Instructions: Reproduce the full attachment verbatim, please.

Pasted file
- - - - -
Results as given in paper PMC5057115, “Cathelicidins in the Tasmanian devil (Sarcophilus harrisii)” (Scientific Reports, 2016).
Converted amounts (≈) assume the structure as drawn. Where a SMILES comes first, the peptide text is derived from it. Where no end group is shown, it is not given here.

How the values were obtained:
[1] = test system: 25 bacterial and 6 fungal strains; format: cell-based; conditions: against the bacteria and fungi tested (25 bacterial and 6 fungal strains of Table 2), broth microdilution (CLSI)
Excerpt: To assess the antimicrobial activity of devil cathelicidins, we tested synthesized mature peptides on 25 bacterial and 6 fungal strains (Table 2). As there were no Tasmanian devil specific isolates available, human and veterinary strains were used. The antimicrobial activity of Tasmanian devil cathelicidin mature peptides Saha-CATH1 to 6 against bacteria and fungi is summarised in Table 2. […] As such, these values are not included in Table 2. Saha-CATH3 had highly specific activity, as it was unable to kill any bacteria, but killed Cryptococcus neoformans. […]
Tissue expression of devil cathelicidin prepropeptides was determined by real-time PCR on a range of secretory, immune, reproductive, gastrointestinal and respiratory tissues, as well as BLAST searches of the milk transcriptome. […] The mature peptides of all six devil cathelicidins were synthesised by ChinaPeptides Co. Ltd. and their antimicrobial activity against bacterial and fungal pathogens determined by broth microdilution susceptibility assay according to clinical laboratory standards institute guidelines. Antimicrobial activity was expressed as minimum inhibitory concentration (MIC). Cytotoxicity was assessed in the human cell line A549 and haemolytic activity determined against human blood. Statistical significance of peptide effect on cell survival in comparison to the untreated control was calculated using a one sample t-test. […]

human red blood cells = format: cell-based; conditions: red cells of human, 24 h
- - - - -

Results as given in paper PMC5057115, “Cathelicidins in the Tasmanian devil (Sarcophilus harrisii)” (Scientific Reports, 2016).
Converted amounts (≈) assume the structure as drawn. Where a SMILES comes first, the peptide text is derived from it. Where no end group is shown, it is not given here.

How the values were obtained:
[1] = test system: 25 bacterial and 6 fungal strains; format: cell-based; conditions: against the bacteria and fungi tested (25 bacterial and 6 fungal strains of Table 2), broth microdilution (CLSI)
Excerpt: To assess the antimicrobial activity of devil cathelicidins, we tested synthesized mature peptides on 25 bacterial and 6 fungal strains (Table 2). As there were no Tasmanian devil specific isolates available, human and veterinary strains were used. The antimicrobial activity of Tasmanian devil cathelicidin mature peptides Saha-CATH1 to 6 against bacteria and fungi is summarised in Table 2. […] As such, these values are not included in Table 2. Saha-CATH3 had highly specific activity, as it was unable to kill any bacteria, but killed Cryptococcus neoformans. […]
Tissue expression of devil cathelicidin prepropeptides was determined by real-time PCR on a range of secretory, immune, reproductive, gastrointestinal and respiratory tissues, as well as BLAST searches of the milk transcriptome. […] The mature peptides of all six devil cathelicidins were synthesised by ChinaPeptides Co. Ltd. and their antimicrobial activity against bacterial and fungal pathogens determined by broth microdilution susceptibility assay according to clinical laboratory standards institute guidelines. Antimicrobial activity was expressed as minimum inhibitory concentration (MIC). Cytotoxicity was assessed in the human cell line A549 and haemolytic activity determined against human blood. Statistical significance of peptide effect on cell survival in comparison to the untreated control was calculated using a one sample t-test. […]

human red blood cells = format: cell-based; conditions: red cells of human, 24 h